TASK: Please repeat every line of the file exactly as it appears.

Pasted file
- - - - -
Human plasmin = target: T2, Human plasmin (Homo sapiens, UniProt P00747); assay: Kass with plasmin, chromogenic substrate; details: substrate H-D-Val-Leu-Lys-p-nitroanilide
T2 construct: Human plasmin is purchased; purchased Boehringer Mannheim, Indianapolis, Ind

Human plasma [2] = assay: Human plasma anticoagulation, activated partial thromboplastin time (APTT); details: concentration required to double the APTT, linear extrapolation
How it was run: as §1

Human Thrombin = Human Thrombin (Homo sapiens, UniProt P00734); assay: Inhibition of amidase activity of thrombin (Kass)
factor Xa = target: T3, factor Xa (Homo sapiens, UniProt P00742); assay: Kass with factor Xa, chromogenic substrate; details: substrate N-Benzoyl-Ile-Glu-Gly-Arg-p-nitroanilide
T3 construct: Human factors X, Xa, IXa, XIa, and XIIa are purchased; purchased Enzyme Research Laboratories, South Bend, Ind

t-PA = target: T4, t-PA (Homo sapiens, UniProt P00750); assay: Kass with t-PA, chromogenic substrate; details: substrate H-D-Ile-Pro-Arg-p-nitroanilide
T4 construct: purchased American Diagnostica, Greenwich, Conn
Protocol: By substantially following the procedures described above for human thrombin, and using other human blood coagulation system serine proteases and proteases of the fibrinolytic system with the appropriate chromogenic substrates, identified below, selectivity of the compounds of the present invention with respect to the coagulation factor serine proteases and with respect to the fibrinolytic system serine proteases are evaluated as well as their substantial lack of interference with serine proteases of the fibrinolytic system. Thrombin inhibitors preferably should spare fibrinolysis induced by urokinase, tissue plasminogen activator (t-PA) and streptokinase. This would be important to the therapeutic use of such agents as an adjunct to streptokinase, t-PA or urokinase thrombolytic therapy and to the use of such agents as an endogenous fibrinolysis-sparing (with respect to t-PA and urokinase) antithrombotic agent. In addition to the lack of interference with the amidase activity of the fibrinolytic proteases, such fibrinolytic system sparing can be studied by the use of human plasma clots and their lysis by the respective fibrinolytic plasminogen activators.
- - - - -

Human plasmin = target: T2, Human plasmin (Homo sapiens, UniProt P00747); assay: Kass with plasmin, chromogenic substrate; details: substrate H-D-Val-Leu-Lys-p-nitroanilide
T2 construct: Human plasmin is purchased; purchased Boehringer Mannheim, Indianapolis, Ind

Human plasma [2] = assay: Human plasma anticoagulation, activated partial thromboplastin time (APTT); details: concentration required to double the APTT, linear extrapolation
How it was run: as §1

Human Thrombin = Human Thrombin (Homo sapiens, UniProt P00734); assay: Inhibition of amidase activity of thrombin (Kass)
factor Xa = target: T3, factor Xa (Homo sapiens, UniProt P00742); assay: Kass with factor Xa, chromogenic substrate; details: substrate N-Benzoyl-Ile-Glu-Gly-Arg-p-nitroanilide
T3 construct: Human factors X, Xa, IXa, XIa, and XIIa are purchased; purchased Enzyme Research Laboratories, South Bend, Ind

t-PA = target: T4, t-PA (Homo sapiens, UniProt P00750); assay: Kass with t-PA, chromogenic substrate; details: substrate H-D-Ile-Pro-Arg-p-nitroanilide
T4 construct: purchased American Diagnostica, Greenwich, Conn
Protocol: By substantially following the procedures described above for human thrombin, and using other human blood coagulation system serine proteases and proteases of the fibrinolytic system with the appropriate chromogenic substrates, identified below, selectivity of the compounds of the present invention with respect to the coagulation factor serine proteases and with respect to the fibrinolytic system serine proteases are evaluated as well as their substantial lack of interference with serine proteases of the fibrinolytic system. Thrombin inhibitors preferably should spare fibrinolysis induced by urokinase, tissue plasminogen activator (t-PA) and streptokinase. This would be important to the therapeutic use of such agents as an adjunct to streptokinase, t-PA or urokinase thrombolytic therapy and to the use of such agents as an endogenous fibrinolysis-sparing (with respect to t-PA and urokinase) antithrombotic agent. In addition to the lack of interference with the amidase activity of the fibrinolytic proteases, such fibrinolytic system sparing can be studied by the use of human plasma clots and their lysis by the respective fibrinolytic plasminogen activators.